I’m exhausted from spending all morning and much of the afternoon purchasing a new (to me) car. As a result, I’ll just forward you to the excellent notes that Miguel Carrión Alvarez took in John Baez’ seminar on quantum gravity back in fall and winter of 2000-1.
Specifically, pay attention to the diagrammatics. He’s talking mostly about finite-dimensional vector spaces over the field of complex numbers, but most everything applies to a general (braided) monoidal category (with duals). Also, he draws his diagrams from top to bottom, while (as I keep reminding you) I write mine from bottom to top to make it easier to read off the algebraic notation.
We’ve already seen some of the basic pieces as braid, Temperley-Lieb, and tangle diagrams, but here each arc in the diagram carries a label from the objects of a category, and usually an arrow. We can move to a dual object by reversing the arrow or changing the label.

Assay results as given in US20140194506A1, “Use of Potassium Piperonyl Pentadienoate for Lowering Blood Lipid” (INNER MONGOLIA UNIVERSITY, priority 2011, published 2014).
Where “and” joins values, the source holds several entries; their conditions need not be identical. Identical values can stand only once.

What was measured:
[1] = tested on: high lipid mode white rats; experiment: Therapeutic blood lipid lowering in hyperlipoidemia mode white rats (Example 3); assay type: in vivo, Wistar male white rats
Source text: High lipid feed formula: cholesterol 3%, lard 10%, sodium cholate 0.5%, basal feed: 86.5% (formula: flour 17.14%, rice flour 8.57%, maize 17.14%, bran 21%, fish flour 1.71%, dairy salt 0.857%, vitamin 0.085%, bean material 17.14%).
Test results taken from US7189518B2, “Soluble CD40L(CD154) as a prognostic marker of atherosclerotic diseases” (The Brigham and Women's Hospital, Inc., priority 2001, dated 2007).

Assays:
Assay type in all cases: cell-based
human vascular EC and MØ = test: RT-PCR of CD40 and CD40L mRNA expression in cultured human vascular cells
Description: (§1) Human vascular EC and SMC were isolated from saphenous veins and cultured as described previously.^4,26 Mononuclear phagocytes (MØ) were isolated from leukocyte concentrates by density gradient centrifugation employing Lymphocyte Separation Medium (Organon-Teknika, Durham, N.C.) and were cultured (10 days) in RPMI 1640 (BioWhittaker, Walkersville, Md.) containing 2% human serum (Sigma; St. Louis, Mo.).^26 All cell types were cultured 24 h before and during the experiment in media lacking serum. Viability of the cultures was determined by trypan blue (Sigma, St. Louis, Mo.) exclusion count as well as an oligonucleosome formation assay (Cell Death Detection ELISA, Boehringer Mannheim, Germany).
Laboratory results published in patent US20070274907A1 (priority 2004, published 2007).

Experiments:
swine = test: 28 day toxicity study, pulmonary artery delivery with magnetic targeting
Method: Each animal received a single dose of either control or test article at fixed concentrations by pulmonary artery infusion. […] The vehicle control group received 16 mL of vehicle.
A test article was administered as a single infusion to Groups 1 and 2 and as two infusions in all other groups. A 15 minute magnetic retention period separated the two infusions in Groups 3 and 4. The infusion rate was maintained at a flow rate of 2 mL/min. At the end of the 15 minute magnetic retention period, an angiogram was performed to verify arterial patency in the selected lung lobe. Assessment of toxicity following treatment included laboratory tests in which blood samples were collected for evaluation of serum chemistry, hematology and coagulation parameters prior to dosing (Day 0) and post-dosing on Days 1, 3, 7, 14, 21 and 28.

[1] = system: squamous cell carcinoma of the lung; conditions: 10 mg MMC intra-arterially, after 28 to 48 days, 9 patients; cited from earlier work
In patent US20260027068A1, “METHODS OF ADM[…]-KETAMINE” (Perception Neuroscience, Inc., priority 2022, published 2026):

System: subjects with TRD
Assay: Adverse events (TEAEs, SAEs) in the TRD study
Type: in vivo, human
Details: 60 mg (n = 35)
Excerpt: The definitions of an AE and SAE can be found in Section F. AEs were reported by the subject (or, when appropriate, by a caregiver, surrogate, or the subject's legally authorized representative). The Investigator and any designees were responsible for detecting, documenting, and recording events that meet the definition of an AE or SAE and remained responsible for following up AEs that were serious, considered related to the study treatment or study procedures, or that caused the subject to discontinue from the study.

Morphisms can be put in boxes, with the incoming object in the bottom and the outgoing one at the top. The naturality for the dual morphisms basically says we can slide a morphism up over a cup or down under a cap to get its dual. Also, often a morphism will have a number of incoming or outgoing strands, which means that the incoming object is the tensor product of the objects on the incoming strands.
A braiding is written as a crossing (lower-left over upper-right), and the inverse of the braiding is written as the other kind of crossing. Naturality means that we can pull a morphism along a strand through a crossing.
There’s a lot more to the notes than just the diagrammatics, though. If you’re up to it, I highly recommend giving it all a look. If not, just look for the pictures and read the sections around them for the explanations. I’ll be back on Monday with more exposition.